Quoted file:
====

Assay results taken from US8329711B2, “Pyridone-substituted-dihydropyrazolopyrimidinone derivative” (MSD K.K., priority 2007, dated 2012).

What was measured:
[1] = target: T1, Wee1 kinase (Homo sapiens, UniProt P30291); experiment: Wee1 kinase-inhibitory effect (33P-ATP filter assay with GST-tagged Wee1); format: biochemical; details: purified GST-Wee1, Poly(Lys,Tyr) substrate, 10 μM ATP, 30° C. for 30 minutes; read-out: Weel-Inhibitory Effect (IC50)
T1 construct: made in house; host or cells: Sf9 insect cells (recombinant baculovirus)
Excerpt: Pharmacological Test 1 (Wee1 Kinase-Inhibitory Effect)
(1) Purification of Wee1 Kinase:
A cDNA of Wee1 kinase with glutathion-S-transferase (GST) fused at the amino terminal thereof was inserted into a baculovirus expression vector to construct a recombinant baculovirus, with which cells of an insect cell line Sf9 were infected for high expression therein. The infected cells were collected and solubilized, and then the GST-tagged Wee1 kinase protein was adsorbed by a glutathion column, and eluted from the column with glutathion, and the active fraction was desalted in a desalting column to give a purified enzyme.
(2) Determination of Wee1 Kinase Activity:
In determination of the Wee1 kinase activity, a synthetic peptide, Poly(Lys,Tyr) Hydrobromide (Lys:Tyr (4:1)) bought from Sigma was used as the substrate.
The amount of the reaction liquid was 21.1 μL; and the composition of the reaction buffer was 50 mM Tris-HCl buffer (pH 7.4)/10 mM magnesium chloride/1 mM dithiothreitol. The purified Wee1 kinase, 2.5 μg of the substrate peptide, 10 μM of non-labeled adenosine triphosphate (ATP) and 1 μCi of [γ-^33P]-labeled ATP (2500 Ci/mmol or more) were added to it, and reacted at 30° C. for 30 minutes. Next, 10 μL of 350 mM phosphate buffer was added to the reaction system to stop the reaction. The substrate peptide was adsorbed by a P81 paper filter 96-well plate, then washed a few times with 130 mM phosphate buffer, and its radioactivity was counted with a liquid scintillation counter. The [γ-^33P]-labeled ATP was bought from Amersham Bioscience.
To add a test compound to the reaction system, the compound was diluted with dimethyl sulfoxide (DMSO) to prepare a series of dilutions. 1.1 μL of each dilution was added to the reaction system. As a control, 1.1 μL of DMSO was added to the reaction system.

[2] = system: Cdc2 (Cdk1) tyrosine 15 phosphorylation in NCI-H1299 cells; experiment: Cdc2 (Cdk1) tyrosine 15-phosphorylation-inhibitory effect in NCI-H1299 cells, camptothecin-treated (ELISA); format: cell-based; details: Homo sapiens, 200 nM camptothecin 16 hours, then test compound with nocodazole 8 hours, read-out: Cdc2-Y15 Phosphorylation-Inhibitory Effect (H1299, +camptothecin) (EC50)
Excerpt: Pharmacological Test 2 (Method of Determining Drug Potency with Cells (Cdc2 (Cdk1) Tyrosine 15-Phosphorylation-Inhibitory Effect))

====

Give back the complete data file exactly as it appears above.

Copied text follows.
Assay results taken from US8329711B2, “Pyridone-substituted-dihydropyrazolopyrimidinone derivative” (MSD K.K., priority 2007, dated 2012).

What was measured:
[1] = target: T1, Wee1 kinase (Homo sapiens, UniProt P30291); experiment: Wee1 kinase-inhibitory effect (33P-ATP filter assay with GST-tagged Wee1); format: biochemical; details: purified GST-Wee1, Poly(Lys,Tyr) substrate, 10 μM ATP, 30° C. for 30 minutes; read-out: Weel-Inhibitory Effect (IC50)
T1 construct: made in house; host or cells: Sf9 insect cells (recombinant baculovirus)
Excerpt: Pharmacological Test 1 (Wee1 Kinase-Inhibitory Effect)
(1) Purification of Wee1 Kinase:
A cDNA of Wee1 kinase with glutathion-S-transferase (GST) fused at the amino terminal thereof was inserted into a baculovirus expression vector to construct a recombinant baculovirus, with which cells of an insect cell line Sf9 were infected for high expression therein. The infected cells were collected and solubilized, and then the GST-tagged Wee1 kinase protein was adsorbed by a glutathion column, and eluted from the column with glutathion, and the active fraction was desalted in a desalting column to give a purified enzyme.
(2) Determination of Wee1 Kinase Activity:
In determination of the Wee1 kinase activity, a synthetic peptide, Poly(Lys,Tyr) Hydrobromide (Lys:Tyr (4:1)) bought from Sigma was used as the substrate.
The amount of the reaction liquid was 21.1 μL; and the composition of the reaction buffer was 50 mM Tris-HCl buffer (pH 7.4)/10 mM magnesium chloride/1 mM dithiothreitol. The purified Wee1 kinase, 2.5 μg of the substrate peptide, 10 μM of non-labeled adenosine triphosphate (ATP) and 1 μCi of [γ-^33P]-labeled ATP (2500 Ci/mmol or more) were added to it, and reacted at 30° C. for 30 minutes. Next, 10 μL of 350 mM phosphate buffer was added to the reaction system to stop the reaction. The substrate peptide was adsorbed by a P81 paper filter 96-well plate, then washed a few times with 130 mM phosphate buffer, and its radioactivity was counted with a liquid scintillation counter. The [γ-^33P]-labeled ATP was bought from Amersham Bioscience.
To add a test compound to the reaction system, the compound was diluted with dimethyl sulfoxide (DMSO) to prepare a series of dilutions. 1.1 μL of each dilution was added to the reaction system. As a control, 1.1 μL of DMSO was added to the reaction system.

[2] = system: Cdc2 (Cdk1) tyrosine 15 phosphorylation in NCI-H1299 cells; experiment: Cdc2 (Cdk1) tyrosine 15-phosphorylation-inhibitory effect in NCI-H1299 cells, camptothecin-treated (ELISA); format: cell-based; details: Homo sapiens, 200 nM camptothecin 16 hours, then test compound with nocodazole 8 hours, read-out: Cdc2-Y15 Phosphorylation-Inhibitory Effect (H1299, +camptothecin) (EC50)
Excerpt: Pharmacological Test 2 (Method of Determining Drug Potency with Cells (Cdc2 (Cdk1) Tyrosine 15-Phosphorylation-Inhibitory Effect))